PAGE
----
When I checked my mail, I found that the clothing store I visited over the weekend sent me a handwritten postcard. It thanked me for shopping there and "modeling" the kimono and encouraged me to continue practicing wearing Japanese traditional outfits. It also said that when my yukata is finished, I should put it on and come visit so they can see me in it.

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Comments

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From:basicblack
Date:May 2nd, 2005 08:22 am (UTC)
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Wow, the clothing store sound like they were very taken with you. Obviously you made a good impression. :)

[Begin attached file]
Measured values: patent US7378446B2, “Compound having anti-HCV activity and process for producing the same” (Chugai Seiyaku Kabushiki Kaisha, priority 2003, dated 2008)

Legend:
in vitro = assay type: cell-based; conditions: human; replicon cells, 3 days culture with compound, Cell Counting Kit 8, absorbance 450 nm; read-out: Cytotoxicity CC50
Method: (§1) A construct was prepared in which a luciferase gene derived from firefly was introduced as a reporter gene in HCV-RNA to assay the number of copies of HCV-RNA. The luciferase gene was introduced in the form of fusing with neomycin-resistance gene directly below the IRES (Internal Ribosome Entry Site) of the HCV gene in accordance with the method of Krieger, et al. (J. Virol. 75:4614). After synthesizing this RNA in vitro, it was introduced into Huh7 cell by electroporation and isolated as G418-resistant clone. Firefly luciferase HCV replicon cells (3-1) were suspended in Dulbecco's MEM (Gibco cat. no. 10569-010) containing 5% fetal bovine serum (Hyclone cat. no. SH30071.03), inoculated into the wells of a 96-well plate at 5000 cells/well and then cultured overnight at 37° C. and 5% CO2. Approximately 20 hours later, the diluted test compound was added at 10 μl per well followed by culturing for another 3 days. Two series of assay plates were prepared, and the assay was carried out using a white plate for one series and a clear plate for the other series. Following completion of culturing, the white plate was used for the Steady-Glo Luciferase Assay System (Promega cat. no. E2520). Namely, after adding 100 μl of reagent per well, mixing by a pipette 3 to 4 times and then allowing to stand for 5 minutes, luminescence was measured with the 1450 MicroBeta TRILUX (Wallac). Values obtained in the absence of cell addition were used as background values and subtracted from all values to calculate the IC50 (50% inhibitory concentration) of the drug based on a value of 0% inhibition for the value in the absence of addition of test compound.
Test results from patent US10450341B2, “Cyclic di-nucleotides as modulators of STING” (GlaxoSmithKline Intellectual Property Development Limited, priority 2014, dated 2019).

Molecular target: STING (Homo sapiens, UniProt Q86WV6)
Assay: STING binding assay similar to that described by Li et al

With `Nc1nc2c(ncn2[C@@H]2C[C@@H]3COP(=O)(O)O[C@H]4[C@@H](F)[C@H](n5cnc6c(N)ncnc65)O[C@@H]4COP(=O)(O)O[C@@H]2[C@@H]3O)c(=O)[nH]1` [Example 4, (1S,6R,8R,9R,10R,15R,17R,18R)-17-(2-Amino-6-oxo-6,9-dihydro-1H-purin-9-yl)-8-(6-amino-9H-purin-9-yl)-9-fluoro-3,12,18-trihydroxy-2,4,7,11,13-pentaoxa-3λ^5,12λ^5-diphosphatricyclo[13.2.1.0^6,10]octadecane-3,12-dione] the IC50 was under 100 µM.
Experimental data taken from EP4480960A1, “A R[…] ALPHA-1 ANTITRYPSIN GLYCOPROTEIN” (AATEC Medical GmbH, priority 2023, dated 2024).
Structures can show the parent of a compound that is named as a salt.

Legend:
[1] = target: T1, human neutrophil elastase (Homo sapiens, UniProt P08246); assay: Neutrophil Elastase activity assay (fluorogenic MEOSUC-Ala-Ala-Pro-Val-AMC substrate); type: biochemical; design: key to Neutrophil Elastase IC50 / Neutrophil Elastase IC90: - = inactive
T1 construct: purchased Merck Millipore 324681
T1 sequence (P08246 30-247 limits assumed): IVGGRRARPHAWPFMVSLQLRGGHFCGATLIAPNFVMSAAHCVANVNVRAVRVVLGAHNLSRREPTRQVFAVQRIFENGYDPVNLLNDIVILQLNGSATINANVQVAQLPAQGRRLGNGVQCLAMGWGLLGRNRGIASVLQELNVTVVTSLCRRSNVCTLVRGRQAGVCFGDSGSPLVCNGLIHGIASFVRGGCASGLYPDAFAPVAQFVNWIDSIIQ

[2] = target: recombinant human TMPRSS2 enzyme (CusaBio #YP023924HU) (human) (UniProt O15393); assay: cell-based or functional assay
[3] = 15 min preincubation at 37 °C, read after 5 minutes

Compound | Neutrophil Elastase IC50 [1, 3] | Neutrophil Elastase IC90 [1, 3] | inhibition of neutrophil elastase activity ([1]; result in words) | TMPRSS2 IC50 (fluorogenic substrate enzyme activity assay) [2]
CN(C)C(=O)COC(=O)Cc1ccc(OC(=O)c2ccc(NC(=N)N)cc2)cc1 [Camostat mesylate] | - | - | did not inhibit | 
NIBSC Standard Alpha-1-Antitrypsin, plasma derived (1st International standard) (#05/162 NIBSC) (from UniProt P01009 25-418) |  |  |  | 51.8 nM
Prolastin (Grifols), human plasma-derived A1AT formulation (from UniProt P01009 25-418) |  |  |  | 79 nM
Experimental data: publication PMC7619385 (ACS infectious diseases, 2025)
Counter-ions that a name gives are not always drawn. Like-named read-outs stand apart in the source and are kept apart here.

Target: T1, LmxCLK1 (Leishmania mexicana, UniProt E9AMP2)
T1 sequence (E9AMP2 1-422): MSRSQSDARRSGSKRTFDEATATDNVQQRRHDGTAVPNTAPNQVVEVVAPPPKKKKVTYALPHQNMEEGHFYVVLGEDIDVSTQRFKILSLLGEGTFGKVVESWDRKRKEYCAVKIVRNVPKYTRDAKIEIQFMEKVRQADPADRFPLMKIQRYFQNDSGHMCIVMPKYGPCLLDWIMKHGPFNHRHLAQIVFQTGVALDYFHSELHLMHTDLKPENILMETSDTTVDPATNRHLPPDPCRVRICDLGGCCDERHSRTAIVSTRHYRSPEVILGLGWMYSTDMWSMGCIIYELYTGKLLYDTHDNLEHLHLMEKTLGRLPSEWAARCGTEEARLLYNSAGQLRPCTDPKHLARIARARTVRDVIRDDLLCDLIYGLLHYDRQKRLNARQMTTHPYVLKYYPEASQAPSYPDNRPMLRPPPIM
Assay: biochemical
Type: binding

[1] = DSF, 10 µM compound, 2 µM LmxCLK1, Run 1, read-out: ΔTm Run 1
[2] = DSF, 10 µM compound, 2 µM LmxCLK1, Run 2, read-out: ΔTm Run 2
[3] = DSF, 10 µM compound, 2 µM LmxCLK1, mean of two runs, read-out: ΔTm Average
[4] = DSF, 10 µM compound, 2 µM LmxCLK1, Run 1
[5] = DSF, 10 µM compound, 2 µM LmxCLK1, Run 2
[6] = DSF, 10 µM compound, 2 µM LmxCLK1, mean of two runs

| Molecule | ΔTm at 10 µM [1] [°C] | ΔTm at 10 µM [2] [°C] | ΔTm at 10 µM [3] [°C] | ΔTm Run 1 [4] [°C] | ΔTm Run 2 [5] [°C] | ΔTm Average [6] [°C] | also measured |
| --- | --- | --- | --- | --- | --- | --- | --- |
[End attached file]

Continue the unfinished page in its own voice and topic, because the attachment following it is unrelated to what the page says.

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From:spacealien_vamp
Date:May 2nd, 2005 01:06 pm (UTC)
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Obviously you made a good impression. :)

I honestly don't know how I did so, other than just being foreign. Well, and interested in kimono. Otherwise, I was just some windblown small-time customer. I can understand giving special service to someone who actually buys a kimono, but I just got a couple accessories. <wonders if they send postcards to everyone>
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From:amilyn
Date:May 2nd, 2005 09:54 am (UTC)
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Japan is, indeed...different.

I sent evil_overlord to your journal, btw; she's a big all-things-japanese fangirl and an old friend.